We interviewed Kathy Sage, a teacher at Harold S. Winograd K-8 Public School in Greeley, Colorado on how she implements close reading in her classroom. Kathy has over 27 years of experience as a classroom teacher and technology educator. She is the author of a number of handbooks about reading, writing, and technology instruction. Kathy is also the author of Making the Best Use of Blogs, Wikis, Webcasts, and Other Web 2.0 Tools to Enrich Student Learning (Grades K-6).
Kathy: I have been using close reading strategies for the past four years in my core replacement reading group. This group is comprised of students who are above grade level in fluency, phonics decoding, and comprehension. When I first stumbled across the initial close reading methodology, I knew it was a great match. At that time, the only examples I could find were for high school and college-level students. Finding appropriate text, identifying the skill, strategy, or author’s craft to which the text lends itself, and developing the plan for the text is quite time-consuming.
Initially, I was using exemplar text from http://www.corestandards.org/assets/Appendix_B.pdf. These are a collection of text leveled by grades that are excerpts taken from larger articles, poems, fiction, and nonfiction pieces. My students would do the first two reads on their own: 1. Read through to get the gist of the piece, and 2. Read through and highlight any text for which they do not know the meaning and/or pronunciation. The Third Read is usually an inquiry discussion where students try to “guess” the skill, strategy, or author’s craft that is modeled in the piece. As we progress through the various pieces, my students have gotten really good at figuring out what the text demonstrates.
After struggling through a few years of seeking text and developing my own close reading plans, I stumbled upon SnapLearning. My students use SnapLearning in a variety of settings including their after school program and various targeted instruction groups. I like that I can find text that ties in with science and social studies content, so the text supports the content-learning for those areas, too. In addition, the format for highlighting, answering questions, and identifying main ideas, supporting statements, and more, match our state online testing format. The SnapLearning Close Reading Program is a perfect match for my student and me.
SNAP: How do you choose texts for close reading? Where do you find texts for close reading?
Kathy: As I mentioned earlier, I found a source of exemplar text that had been leveled by grade levels. However, now, I use the filter tool in SnapLearning to more closely match text to each child’s abilities and interests. I can sort by Lexile Level, grade level, and fiction or non-fiction. I can assign identified text to an individual student or a group of students. When the students login, they have available the pieces I have pre-selected for their instructional needs.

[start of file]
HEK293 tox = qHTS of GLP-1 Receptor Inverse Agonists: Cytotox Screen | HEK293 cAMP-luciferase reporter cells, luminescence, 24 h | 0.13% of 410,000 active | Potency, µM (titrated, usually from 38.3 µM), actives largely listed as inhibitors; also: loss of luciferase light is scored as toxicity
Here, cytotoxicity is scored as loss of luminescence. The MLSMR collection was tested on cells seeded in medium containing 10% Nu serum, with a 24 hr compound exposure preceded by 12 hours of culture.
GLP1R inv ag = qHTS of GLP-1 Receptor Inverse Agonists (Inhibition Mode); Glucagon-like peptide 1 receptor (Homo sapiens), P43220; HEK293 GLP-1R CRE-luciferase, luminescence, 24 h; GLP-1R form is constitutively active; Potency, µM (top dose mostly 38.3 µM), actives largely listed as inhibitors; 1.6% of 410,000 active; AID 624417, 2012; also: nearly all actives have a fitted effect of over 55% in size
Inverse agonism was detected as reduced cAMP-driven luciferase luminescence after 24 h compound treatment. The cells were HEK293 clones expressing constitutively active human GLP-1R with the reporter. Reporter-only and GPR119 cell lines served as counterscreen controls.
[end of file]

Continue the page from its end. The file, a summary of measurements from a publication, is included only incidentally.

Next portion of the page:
SNAP: What kinds of annotation marks do you have students use?
Kathy: I have been a “Postit Queen” for years, so I tend to use the annotation strategies that involved using sticky notes. I am a big fan of Laura Randazzo ideas: http://laurarandazzo.com/2014/08/16/close-reading-reinforcement-idea/.
SNAP: How do you assess students’ close reading skills? Do you follow up with a constructed response after a close reading activity? If so, how do you plan the question?
Kathy: I assess students’ close reading skills at least once a week. I can look at the reports from SnapLearning or I can collect a short constructed response to evaluate the students’ level of understanding of the skill, strategy, or author’s craft on which a close reading excerpt focused. The short constructed response is always a question that asks about the text and the identified focus. The students must cite text from the excerpt to support their answers and prove the identified focus’ strength or weakness in the piece.
SNAP: How often do you close read?
Kathy: My students are involved in a close reading activity every day. Sometimes it is a short text I have pulled, sometimes they are excerpts I have pulled and typed up from chapters in the novel we are using for study, and sometimes they are using SnapLearning.co and working through their assigned pieces.
SNAP: What are the benefits of close reading?
Kathy: In my view, the largest benefit of close reading is the inquiry used to analyze the text to find evidence of particular skill, strategy, and especially, author’s craft. This deep interaction with the text strengthens both my students’ understanding of the text and their own writing abilities. My students love close reading, so they are motivated and engaged throughout the lessons as well. I love close reading because not only do my students understand what they read more fully, they then move those skills, strategies, and author’s craft ideas to their own written pieces.
You can follow Kathy on Twitter @kasage.